johnlink ranks THE BOURNE IDENTITY (2002)

I came into 2012 wanting to catch up on some movie franchises which hadn’t made their way onto this blog. As I sit here at the end of June, halfway through the year, I’ve been able to revisit all eight HARRY POTTER films, the four INDIANA JONES flicks, and the three JURASSIC PARK entries. Additionally, I have knocked out the first two MIB movies, three of the five AVENGERS related stories (just missing the two IRON MAN movies), and three of six original STAR TREK films. You would think I would get back to one of my incomplete series, but instead I’m staring another. With the fourth BOURNE flick (sans Matt Damon) scheduled to hit theaters here soon, I wanted to see the first trilogy again.

I watched THE BOURNE IDENTITY (2002) on 6.29.12. It was my fourth viewing of the film, and first since just before the third BOURNE was released in theaters in 2007.

Often movies of this sort, where an amnesiac is trying to figure out their past, turn out to just be about some twist surprise, or some horror from the past. What I love about the BOURNE series is that it becomes just as fun, though a different kind of fun, when you revisit the films. Now that I know all that happens, the interjection of certain auxiliary characters doesn’t feel so random. It is easier to buckle in and just follow the characters, and Jason Bourne (as played by Matt Damon) is an extremely likable character. He’s a little more Will Hunting than I remember. He gets frustrated at the inability of others to keep up, if only subtly so. The discovery of his assassin’s skill sets are a real joy to experience, starting with the first fight in a park where he dismantles two cops and looks down to realize that he is holding one of their guns, and he has no idea how he got it.

I like the amorphous nature of the villains in this film. I like that the bad guys all have very clear motives for acting how they act. Some are assassins, just like Bourne. Some are doing what is ‘Best For The Country’, which leads them to do terrible things. I love that some are just working a nine-to-five job, but that their nine-to-five leads to deaths, sometimes of the people they usually work alongside.

The romance in this film is, perhaps, slightly forced. The meeting is natural, and Franka Potente is solid in the role of Bourne’s improvisational sidekick, but the love scene feels like something out of a bygone 90s era. It seems as though, more and more, loves scenes get axed from the final concept of films because the movie just has no room, no need, for them. Because oftentimes the love scene is just anticlimactic, and we yearn for more build (and 99.5% of the love scene in BOURNE is off-screen but it changes the relationship). I think back to movies like THE SPECIALIST with Stallone and Stone or FAIR GAME with Cindy Crawford and one of the Baldwins. Those movies were essentially sold on their single sex scene, and you (thankfully) just don’t see that much anymore.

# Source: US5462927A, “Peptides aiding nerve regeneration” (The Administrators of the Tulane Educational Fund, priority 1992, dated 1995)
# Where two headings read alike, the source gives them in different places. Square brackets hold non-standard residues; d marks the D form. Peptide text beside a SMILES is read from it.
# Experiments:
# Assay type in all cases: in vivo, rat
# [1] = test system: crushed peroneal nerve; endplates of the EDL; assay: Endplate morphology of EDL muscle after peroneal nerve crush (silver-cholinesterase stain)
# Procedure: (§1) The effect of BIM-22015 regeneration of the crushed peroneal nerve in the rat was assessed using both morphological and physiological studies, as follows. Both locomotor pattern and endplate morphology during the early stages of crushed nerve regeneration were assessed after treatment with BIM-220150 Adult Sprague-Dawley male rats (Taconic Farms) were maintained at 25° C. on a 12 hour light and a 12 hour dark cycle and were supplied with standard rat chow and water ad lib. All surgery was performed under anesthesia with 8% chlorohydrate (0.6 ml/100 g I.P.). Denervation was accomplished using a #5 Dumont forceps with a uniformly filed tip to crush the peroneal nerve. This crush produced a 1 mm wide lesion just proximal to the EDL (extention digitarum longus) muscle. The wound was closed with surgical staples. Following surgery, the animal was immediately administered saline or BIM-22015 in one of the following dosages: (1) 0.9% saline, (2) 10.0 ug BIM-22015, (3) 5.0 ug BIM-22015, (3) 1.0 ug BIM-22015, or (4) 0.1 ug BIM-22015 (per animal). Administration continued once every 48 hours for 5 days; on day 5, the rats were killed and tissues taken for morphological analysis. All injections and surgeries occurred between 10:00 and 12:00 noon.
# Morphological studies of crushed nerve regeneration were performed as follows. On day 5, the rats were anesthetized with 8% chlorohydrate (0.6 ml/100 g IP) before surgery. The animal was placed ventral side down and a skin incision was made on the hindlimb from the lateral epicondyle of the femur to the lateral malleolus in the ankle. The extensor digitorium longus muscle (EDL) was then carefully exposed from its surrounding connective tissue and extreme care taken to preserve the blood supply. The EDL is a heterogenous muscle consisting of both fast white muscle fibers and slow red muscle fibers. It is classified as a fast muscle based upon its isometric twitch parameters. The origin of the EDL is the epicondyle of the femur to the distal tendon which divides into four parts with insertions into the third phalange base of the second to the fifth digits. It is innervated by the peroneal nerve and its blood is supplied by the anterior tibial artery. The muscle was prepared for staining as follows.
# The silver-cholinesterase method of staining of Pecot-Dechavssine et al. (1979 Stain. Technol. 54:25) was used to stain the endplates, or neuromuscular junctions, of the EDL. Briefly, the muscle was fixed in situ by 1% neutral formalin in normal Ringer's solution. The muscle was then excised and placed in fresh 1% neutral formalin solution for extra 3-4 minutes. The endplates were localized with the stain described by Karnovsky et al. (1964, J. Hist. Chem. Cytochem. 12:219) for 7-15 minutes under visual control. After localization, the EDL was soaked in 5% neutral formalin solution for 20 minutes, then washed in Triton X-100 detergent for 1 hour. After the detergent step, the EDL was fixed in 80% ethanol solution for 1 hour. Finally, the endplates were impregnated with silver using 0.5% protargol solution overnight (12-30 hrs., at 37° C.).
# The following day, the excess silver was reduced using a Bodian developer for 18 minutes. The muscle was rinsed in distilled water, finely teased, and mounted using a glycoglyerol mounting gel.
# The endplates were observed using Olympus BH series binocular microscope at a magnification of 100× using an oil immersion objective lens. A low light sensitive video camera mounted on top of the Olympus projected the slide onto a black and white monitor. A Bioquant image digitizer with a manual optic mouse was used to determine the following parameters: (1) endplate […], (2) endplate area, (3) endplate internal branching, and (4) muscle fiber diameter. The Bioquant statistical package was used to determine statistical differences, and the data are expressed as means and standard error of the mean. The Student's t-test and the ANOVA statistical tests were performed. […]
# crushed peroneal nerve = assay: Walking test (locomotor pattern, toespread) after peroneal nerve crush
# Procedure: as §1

But I digress.

BOURNE is an action-lovers dream. Many like to blame the ‘shaky-cam’ phenomenon on this film, though that particular style didn’t come in until Paul Greengrass took over the director’s chair for the second film. In the first film, the shooting feels natural, feels unintrusive. I really like how the fight scenes progress, and it is easy to forget that they were fairly revolutionary for this style of film at the time. I suppose imitation is still the most sincere form of flattery.

Clive Owen is in this for maybe five minutes and speaks no more than a half-dozen lines, however he is memorable as one of the final men sent to kill Bourne. The supporting cast is really good, with heavyweights like Brian Cox and Chris Cooper filling necessary government roles. But this is really Damon’s movie, and he does a great job, as can be expected.

The movie works on a purely entertaining level, but it is well shot and well executed to boot. Nothing about this film brings it down, even if no area launches it into all-time classic status. This is a movie which I could pop in at any time and be very entertained, and I appreciate that there is more to it than just that.

Oh, and incidentally, this is movie number 100 thus far for 2012.



I really appreciate the understated score. The music is not something I remember liking, but I found myself noticing its impact with this viewing.



~ by johnlink00 on June 30, 2012.

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